Watch out for signs of trou­ble

Psy­cho­log­i­cal prob­lems among young­sters should be promptly iden­ti­fied and tack­led

Hindustan Times (Delhi) - HT Education - - Front Page - Samir Parikh

Chil­dren to­day are in­flu­enced not just by their fam­ily, but also their peers, school en­vi­ron­ment and the me­dia. Psy­cho­log­i­cal prob­lems in child­hood are be­com­ing more vis­i­ble and should be promptly iden­ti­fied and tack­led

from fam­ily: Chil­dren some­times find it dif­fi­cult to com­mu­ni­cate their feel­ings. In­stead, they might feel lonely and mis­un­der­stood, thereby re­coil­ing into their shell. Par­ents must al­ways have com­mu­ni­ca­tion chan­nels open to their chil­dren.

in­ter­act­ing with peers: Friends typ­i­cally be­come more prom­i­nent in teenagers’ lives. Spend­ing most of their time alone or not en­gag­ing in things they used to en­joy can be a dan­ger sig­nal.

drop in aca­demic per­for­mance: Chil­dren’s grades do not drop only be­cause they are ‘dis­in­ter­ested’. Emo­tional dis­tress af­fects ev­ery sphere of life; if a stu­dent’s grades have fallen, par­ents should have an open con­ver­sa­tion with them and not sim­ply dis­miss or rep­ri­mand them.

in sleep­ing and eat­ing pat­terns: Psy­cho­log­i­cal prob­lems of­ten have phys­i­cal or bi­o­log­i­cal signs. Eat­ing too much or too lit­tle or sleep­ing too much or too lit­tle are strong in­di­ca­tors of dis­tress.

avoid­ance: If your child con­sis­tently makes ex­cuses to skip school, it might be an in­di­ca­tion that s/he is ex­pe­ri­enc­ing some aca­demic or so­cial dif­fi­culty. In such cases, it is im­por­tant to talk to your child’s school teacher.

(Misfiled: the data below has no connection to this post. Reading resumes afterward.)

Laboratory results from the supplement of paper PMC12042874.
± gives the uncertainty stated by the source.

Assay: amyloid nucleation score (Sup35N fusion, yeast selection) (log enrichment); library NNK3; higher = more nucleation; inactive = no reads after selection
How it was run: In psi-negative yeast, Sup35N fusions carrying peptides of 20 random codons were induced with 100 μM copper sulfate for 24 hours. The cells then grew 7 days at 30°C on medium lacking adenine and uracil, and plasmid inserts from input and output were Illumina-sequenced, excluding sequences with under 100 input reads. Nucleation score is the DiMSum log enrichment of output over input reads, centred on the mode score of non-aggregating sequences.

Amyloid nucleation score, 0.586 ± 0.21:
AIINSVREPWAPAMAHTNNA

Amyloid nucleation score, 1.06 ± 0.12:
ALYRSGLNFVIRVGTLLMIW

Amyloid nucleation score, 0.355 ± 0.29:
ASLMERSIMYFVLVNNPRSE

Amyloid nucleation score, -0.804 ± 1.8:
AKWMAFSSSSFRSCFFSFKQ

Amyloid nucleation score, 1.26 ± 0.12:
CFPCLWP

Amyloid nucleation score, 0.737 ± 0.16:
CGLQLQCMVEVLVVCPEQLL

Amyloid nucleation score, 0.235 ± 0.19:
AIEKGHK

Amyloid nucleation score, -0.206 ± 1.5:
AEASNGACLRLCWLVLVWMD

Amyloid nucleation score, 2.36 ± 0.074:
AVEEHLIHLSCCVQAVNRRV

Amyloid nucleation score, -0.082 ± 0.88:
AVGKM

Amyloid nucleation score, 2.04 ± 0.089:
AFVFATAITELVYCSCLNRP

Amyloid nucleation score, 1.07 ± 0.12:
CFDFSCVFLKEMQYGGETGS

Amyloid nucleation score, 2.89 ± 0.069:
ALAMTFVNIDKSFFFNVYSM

in per­son­al­ity: Par­ents are in the best po­si­tion to un­der­stand and pre­dict their chil­dren’s be­hav­iour. If there are sud­den changes in chil­dren’s per­son­al­ity — be it the way they dress, their moods, or the things they say, look into the mat­ter.

signs of ir­ri­tabil­ity and ag­gres­sion: Chil­dren do not al­ways ex­press sad­ness or dis­tress the way adults do. Ir­ri­tabil­ity and un­char­ac­ter­is­tic ag­gres­sion war­rant at­ten­tion.

self-es­teem: Hav­ing a strong sense of self-worth is the only way to ward off un­to­ward in­flu­ences. Re­in­force your chil­dren’s ef­forts. Help them as­sert them­selves.

over­whelmed eas­ily: Stress is a part of ev­ery child’s life; be it the pres­sure of ex­ams, balancing ex­tra-cur­ric­u­lar ac­tiv­i­ties or car­ry­ing the right kind of ac­ces­sories. If you find your child get­ting very eas­ily over­whelmed over small things, ad­dress their cop­ing skills.

tru­ancy and de­fi­ance: School au­thor­i­ties are some­times in a bet­ter po­si­tion to iden­tify vul­ner­a­bly chil­dren. Bunk­ing classes, de­fy­ing teach­ers and van­dal­is­ing school prop­erty can be a child’s way of ex­press­ing his dis­tress.


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